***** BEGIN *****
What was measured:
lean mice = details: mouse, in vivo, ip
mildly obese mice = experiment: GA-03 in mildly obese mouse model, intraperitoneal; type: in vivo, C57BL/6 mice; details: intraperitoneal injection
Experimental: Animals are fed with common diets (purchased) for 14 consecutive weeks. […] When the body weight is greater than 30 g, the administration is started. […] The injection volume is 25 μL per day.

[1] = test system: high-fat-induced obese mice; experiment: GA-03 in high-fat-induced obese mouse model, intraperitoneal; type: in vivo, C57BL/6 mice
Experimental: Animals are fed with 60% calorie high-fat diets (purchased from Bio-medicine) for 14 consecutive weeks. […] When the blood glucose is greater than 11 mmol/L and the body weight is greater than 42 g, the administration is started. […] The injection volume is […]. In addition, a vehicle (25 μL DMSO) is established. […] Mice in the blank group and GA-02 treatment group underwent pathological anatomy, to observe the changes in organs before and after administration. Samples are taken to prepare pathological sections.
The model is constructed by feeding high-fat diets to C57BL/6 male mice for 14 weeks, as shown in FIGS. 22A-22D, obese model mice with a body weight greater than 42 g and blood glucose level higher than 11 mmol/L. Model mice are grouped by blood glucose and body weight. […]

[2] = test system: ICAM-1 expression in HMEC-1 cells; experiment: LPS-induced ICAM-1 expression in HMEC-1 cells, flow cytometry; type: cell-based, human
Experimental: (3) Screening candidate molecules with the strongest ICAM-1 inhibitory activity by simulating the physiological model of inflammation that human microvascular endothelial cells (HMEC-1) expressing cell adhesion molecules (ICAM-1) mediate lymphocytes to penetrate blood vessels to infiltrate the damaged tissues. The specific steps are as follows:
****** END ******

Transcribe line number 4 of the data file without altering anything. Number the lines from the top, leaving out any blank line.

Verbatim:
Experimental: Animals are fed with common diets (purchased) for 14 consecutive weeks. […] When the body weight is greater than 30 g, the administration is started. […] The injection volume is 25 μL per day.